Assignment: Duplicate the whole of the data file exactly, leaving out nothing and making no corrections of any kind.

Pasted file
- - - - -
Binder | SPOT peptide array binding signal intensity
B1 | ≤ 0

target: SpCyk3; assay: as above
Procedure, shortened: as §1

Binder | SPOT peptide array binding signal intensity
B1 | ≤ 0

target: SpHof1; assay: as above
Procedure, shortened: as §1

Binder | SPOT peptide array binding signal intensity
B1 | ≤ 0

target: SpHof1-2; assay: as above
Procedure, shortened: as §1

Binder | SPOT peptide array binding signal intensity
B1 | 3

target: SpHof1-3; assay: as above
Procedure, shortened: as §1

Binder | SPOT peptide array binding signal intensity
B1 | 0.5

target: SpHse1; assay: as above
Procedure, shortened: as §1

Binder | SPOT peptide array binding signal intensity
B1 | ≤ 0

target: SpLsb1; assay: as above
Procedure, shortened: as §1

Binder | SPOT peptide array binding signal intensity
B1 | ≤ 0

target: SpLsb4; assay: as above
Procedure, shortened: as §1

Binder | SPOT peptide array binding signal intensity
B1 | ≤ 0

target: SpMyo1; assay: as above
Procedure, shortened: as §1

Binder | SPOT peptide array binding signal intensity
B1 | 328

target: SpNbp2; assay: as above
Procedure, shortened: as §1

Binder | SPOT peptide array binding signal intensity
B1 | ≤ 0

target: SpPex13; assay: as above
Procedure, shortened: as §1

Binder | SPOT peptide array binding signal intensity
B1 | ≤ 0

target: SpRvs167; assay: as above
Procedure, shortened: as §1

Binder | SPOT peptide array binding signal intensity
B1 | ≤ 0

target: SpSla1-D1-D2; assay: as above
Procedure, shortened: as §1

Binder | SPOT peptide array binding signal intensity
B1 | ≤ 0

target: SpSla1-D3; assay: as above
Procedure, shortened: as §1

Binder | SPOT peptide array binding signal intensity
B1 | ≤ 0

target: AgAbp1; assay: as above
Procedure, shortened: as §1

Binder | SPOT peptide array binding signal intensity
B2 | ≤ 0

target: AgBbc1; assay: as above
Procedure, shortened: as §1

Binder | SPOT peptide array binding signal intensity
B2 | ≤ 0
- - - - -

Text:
Binder | SPOT peptide array binding signal intensity
B1 | ≤ 0

target: SpCyk3; assay: as above
Procedure, shortened: as §1

Binder | SPOT peptide array binding signal intensity
B1 | ≤ 0

target: SpHof1; assay: as above
Procedure, shortened: as §1

Binder | SPOT peptide array binding signal intensity
B1 | ≤ 0

target: SpHof1-2; assay: as above
Procedure, shortened: as §1

Binder | SPOT peptide array binding signal intensity
B1 | 3

target: SpHof1-3; assay: as above
Procedure, shortened: as §1

Binder | SPOT peptide array binding signal intensity
B1 | 0.5

target: SpHse1; assay: as above
Procedure, shortened: as §1

Binder | SPOT peptide array binding signal intensity
B1 | ≤ 0

target: SpLsb1; assay: as above
Procedure, shortened: as §1

Binder | SPOT peptide array binding signal intensity
B1 | ≤ 0

target: SpLsb4; assay: as above
Procedure, shortened: as §1

Binder | SPOT peptide array binding signal intensity
B1 | ≤ 0

target: SpMyo1; assay: as above
Procedure, shortened: as §1

Binder | SPOT peptide array binding signal intensity
B1 | 328

target: SpNbp2; assay: as above
Procedure, shortened: as §1

Binder | SPOT peptide array binding signal intensity
B1 | ≤ 0

target: SpPex13; assay: as above
Procedure, shortened: as §1

Binder | SPOT peptide array binding signal intensity
B1 | ≤ 0

target: SpRvs167; assay: as above
Procedure, shortened: as §1

Binder | SPOT peptide array binding signal intensity
B1 | ≤ 0

target: SpSla1-D1-D2; assay: as above
Procedure, shortened: as §1

Binder | SPOT peptide array binding signal intensity
B1 | ≤ 0

target: SpSla1-D3; assay: as above
Procedure, shortened: as §1

Binder | SPOT peptide array binding signal intensity
B1 | ≤ 0

target: AgAbp1; assay: as above
Procedure, shortened: as §1

Binder | SPOT peptide array binding signal intensity
B2 | ≤ 0

target: AgBbc1; assay: as above
Procedure, shortened: as §1

Binder | SPOT peptide array binding signal intensity
B2 | ≤ 0